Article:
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To the self-serving lexicon of corporate slogans — “Think outside the box,” “There is no ‘I’ in ‘team'” — the enjoyable cat-and-mouse drama “Love Crime” adds a new entry. This one gives a truer taste of the me-first, brown-nosing ethic found in corporate culture: “Want it, and watch out.”

What French executive Christine (Kristin Scott Thomas) and her ambitious underling Isabelle (Ludivine Sagnier) both want is advancement — preferably to the stateside office of the high-octane company they work for. They also both want, and get, playboy colleague Philippe (Patrick Mille) in their (separate) beds. And what they have to watch out for — as they climb ruthlessly toward that glass ceiling, hammers in hand — is each other.

The movie starts with a semi-Sapphic shiver, as Christine gets a little too nuzzly with Isabelle as they work late on a project in Christine’s living room. But anyone hoping for some Gallic gal-on-gal shenanigans — or the casual nudity that helped propel Sagnier to stardom in the 2003 film “Swimming Pool” — should tame their expectations. These ladies spend most of their time buttoned up in business suits with lapels sharp enough to slash a vein.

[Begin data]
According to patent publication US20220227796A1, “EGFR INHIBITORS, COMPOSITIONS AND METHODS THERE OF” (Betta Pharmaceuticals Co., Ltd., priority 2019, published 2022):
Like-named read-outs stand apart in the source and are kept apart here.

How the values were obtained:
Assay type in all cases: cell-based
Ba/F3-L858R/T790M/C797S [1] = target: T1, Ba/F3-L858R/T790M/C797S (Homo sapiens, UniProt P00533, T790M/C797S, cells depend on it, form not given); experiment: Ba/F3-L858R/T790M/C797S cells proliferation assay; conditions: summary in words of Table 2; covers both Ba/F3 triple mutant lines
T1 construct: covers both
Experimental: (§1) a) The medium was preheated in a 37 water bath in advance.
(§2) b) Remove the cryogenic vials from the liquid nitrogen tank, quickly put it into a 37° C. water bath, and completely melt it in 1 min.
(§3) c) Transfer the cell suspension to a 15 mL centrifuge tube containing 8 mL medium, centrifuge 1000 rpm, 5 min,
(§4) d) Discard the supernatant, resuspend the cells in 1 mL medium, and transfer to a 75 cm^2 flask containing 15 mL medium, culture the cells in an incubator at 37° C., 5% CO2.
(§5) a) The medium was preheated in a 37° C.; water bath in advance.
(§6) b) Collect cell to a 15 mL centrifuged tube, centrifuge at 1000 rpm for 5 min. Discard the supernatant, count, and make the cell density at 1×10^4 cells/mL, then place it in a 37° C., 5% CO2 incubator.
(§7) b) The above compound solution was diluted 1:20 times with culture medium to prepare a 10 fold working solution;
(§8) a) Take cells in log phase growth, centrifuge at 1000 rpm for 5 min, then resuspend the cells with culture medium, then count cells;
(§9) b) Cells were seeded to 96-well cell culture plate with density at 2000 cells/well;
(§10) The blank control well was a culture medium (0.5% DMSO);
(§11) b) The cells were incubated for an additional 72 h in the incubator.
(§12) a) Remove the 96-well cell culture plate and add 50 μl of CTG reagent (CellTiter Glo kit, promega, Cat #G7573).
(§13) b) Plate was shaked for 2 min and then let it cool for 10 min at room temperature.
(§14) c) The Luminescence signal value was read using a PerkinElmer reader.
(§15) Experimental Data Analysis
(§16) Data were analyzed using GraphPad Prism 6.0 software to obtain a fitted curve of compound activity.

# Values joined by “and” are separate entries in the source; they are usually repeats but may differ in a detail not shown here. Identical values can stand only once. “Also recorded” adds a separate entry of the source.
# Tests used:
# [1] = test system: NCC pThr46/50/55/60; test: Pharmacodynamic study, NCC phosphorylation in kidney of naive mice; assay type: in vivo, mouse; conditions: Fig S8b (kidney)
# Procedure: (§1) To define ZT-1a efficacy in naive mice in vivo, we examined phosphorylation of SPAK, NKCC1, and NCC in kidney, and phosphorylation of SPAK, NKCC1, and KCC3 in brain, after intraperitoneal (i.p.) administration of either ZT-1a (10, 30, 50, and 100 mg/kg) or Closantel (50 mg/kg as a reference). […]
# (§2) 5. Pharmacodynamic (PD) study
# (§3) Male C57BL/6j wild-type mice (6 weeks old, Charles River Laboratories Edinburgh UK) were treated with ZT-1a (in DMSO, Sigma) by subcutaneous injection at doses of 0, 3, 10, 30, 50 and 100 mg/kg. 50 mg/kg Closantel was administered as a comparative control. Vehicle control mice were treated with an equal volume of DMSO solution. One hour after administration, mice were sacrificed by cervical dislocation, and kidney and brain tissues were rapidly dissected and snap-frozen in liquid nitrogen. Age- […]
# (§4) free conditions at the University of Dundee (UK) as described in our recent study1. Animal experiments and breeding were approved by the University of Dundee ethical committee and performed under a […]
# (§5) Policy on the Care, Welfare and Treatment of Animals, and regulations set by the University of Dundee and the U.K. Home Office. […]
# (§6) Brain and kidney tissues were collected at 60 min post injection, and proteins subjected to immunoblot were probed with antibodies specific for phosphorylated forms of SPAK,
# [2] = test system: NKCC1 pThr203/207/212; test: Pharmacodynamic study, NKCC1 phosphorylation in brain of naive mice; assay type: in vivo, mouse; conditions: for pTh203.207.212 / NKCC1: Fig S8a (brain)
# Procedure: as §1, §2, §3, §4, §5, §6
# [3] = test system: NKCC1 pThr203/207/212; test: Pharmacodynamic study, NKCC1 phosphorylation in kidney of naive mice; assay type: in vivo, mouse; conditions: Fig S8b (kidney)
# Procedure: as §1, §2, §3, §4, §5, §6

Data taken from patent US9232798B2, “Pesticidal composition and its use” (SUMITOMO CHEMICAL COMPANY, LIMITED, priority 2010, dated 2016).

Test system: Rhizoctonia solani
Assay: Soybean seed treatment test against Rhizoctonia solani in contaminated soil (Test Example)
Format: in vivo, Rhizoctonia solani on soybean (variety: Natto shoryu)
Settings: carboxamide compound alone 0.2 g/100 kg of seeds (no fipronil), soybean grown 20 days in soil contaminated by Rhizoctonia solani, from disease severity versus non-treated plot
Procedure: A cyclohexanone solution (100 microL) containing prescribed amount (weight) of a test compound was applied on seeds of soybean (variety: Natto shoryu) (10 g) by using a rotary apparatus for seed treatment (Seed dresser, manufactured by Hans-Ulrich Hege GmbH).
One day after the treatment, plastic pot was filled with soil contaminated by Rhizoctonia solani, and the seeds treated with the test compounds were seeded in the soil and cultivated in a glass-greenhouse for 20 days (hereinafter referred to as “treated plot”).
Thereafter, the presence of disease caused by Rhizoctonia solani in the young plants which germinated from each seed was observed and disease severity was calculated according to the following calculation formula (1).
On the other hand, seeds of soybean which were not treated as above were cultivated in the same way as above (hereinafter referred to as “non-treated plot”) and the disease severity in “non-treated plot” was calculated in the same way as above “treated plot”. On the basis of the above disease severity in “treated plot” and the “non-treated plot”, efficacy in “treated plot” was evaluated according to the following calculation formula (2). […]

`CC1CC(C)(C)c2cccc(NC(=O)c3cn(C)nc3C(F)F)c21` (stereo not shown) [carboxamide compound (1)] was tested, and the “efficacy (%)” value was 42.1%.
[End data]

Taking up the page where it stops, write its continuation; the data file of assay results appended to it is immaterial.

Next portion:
Directed by Alain Corneau (who made 1991’s “Tous les Matins du Monde,” the best movie ever about viola da gamba players), “Love Crime” doesn’t have anything especially insightful to say about women in the working world or the state of sexism in the homeland of Dominique Strauss-Kahn. For the most part, all the bad behavior (and objectification of the opposite sex) is instigated by the women.

Kristin Scott Thomas

Once typecast as a chilly Anglo princess (despite her film debut as the leading lady opposite, of all people, itty-bitty rock star Prince), Scott Thomas has enjoyed a hot run onscreen in recent years. That’s thanks in part to being bilingual and living in France. She’s ranged from sharp supporting turns in fantastic films such as “Tell No One” to fantastic lead roles in so-so stuff like “I’ve Loved You So Long.” “Love Crime” lets her unleash her inner, absolute bitch. Her Christine is appalling in a can’t-take-your-eyes-off-her way.

If Scott Thomas always seems to be one beat ahead of everyone else in the room, Sagnier can feel a half-beat behind. Her acting choices lack the surprise and unpredictability of the older actress’. She’s not bad, exactly, and her unique mix of porcelain delicacy and fleshy amplitude is always easy on the eye. There’s just an imbalance between the two leads.

Ludivine Sagnier

Halfway through, “Love Crime” switches from one sort of movie to another genre entirely. It would be too big a spoiler to say much more than that. To put it vaguely, the movie’s tone shifts from emotionally volatile to something chillier — diagrammatic, yet enjoyable on its own terms. But, yes, it loses a little lifeblood in its final hour. Still, it’s a satisfying diversion. After all, the French know how to transform little more than dairy products, air and the right oven temperature into a soufflé … perhaps served with a postprandial glass of ambition steeped in bitters.

“Love Crime.” With Ludivine Sagnier, Kristin Scott Thomas. Directed by Alain Corneau. In French and English, with subtitles. 106 minutes. Unrated. At Landmark Midtown Art Cinema.

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